The Talkative Maid of Dalry

Beneath this silent tomb is laid A noisy antiquated maid, who from her cradle talked till death And ne'er before was out of breath. Raymond Lamont-Brown: Scottish Epitaphs. Chambers, Edinburgh, 1990

linen law

kistin The process of laying a corpse in a coffin is called kistin in Scotland. This was more than a necessary act in a funeral parlour, it was a religious ceremony and either the minister himself or one of his elders was performing the solemn task. The reason being, there was a law concerning the... Continue Reading →

marriage and death in Portpatrick

Portpatrick is a village in the Dumfries and Galloway council area, formerly Wigtownshire at the southwestern end of Scotland. It has an old burial ground (Old Portpatrick) and an older part to the new cemetery . As the name suggests, the local harbour has for a long time been trading with Ireland, there was a... Continue Reading →

abandoned kirkyard Stoneykirk

Kirkyards all over Scotland have been abandoned for various reasons, some after the Reformation, others because the Parish or village boundaries were changing or because the churches were too old or the kirkyards too full. Whatever the reason, an abandoned churchyard has a sad and slightly eerie quality, especially on a dreich day. Stoneykirk in... Continue Reading →

Where’s the grave?

'Tis here that Tibby Allan lies, 'Tis here, or here about, But no one till the Resurrection day, Shall the very spot dispute. Raymont Lamont-Brown: Scottish Epitaphs. Chambers, Edinburgh 1990

sin-eatings, dead days, and waulking the dead

The churchyard in Inch in the southwest of Scotland is in no way exraordinary. The parish church austere and grey, the graves ordered and well kept even though the village of Inch doesn't exist anymore. Old funeral customs in Dumfries and Galloway were elaborate and in parts rather strange. One custom, was known as the... Continue Reading →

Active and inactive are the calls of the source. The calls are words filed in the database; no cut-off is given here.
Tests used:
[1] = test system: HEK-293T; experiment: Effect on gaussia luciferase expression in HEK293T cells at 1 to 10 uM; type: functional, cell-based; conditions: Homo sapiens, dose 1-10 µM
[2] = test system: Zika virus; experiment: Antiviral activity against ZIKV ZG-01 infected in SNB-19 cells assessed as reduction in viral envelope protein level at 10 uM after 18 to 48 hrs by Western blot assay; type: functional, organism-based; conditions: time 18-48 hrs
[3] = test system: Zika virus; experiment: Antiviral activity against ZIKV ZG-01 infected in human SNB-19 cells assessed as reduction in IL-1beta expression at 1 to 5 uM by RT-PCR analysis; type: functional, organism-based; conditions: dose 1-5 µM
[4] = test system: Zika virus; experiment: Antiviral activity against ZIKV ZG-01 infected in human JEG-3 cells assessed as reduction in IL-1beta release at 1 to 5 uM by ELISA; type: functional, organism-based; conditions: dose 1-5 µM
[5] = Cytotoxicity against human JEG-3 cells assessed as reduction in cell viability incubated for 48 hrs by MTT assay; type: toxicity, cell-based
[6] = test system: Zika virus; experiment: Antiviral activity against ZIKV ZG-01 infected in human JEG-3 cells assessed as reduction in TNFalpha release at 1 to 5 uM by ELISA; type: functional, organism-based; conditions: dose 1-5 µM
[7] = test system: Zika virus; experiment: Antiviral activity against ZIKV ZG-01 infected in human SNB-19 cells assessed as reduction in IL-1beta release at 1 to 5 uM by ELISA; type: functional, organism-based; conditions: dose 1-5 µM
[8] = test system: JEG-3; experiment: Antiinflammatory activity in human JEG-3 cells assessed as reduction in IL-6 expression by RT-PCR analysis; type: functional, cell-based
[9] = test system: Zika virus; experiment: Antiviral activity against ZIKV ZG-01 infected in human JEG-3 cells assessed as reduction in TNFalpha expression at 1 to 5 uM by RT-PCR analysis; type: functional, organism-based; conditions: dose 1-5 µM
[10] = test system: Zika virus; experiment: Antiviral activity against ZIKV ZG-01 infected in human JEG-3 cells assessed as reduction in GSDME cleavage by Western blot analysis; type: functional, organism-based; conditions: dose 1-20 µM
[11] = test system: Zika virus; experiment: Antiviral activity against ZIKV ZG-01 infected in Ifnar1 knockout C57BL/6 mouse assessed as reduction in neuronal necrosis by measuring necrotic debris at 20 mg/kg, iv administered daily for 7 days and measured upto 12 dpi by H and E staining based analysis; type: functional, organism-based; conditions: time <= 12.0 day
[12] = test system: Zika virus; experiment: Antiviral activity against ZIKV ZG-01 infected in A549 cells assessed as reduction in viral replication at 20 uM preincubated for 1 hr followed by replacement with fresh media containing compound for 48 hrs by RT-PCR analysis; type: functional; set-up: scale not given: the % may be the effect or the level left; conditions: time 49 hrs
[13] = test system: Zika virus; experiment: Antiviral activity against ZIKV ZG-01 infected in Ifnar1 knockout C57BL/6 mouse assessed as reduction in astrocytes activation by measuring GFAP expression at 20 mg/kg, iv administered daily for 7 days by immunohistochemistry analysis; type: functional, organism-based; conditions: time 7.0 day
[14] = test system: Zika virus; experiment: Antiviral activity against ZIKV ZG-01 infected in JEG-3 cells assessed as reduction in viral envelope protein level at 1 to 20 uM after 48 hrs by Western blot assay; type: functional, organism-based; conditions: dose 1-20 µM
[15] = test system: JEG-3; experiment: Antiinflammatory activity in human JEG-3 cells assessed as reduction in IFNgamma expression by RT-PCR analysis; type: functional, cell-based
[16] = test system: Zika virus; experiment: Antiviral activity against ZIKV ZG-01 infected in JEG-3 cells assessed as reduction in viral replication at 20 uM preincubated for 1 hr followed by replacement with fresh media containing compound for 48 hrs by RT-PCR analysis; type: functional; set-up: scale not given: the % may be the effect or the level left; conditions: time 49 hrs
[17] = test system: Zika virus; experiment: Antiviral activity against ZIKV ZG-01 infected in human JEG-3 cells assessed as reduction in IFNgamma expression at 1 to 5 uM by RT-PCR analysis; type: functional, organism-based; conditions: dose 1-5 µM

death and healing waters

Penpont takes ist name from a wooden bridge over the River Nith where a penny had to be paid for building and upkeep.  Penpont also was the seat of the Presbytery. There are no more traces left of the medieval church that once stood within the graveyard. There were headstones dating back as far as... Continue Reading →

gravestone mistake

The place name already suggests graves, Glencairn, the valley of the stones, cairns having been used in the past as markers and for burials. There are various cairns in the area. The Earl of Glencairn was a fervent supporter of the Reformation. The old family seat was known as Maxwell House. In 1591 the King... Continue Reading →

Ye maggots, feed on Nicol's brain, For few sic feasts you've gotten; and fix your claws in Nical's heart, For deil a bit o' t's rotten.   Raymond Lamont- Brown: Scottish Epitaphs. Cahmbers, Edinburgh, 1990   William Nicol was a friend of Robert Burns. The poet named oone of his sons after the highly intelligent... Continue Reading →

sactuary stones

You need to know what you are looking for to be able to find the two stones in Dailly that prove to be various things, sanctuary, measure of strength, and indication of ownership. Old Dailly Church They lie within the ruin of the church of Old Dailly. Her long history of religious worship came to... Continue Reading →

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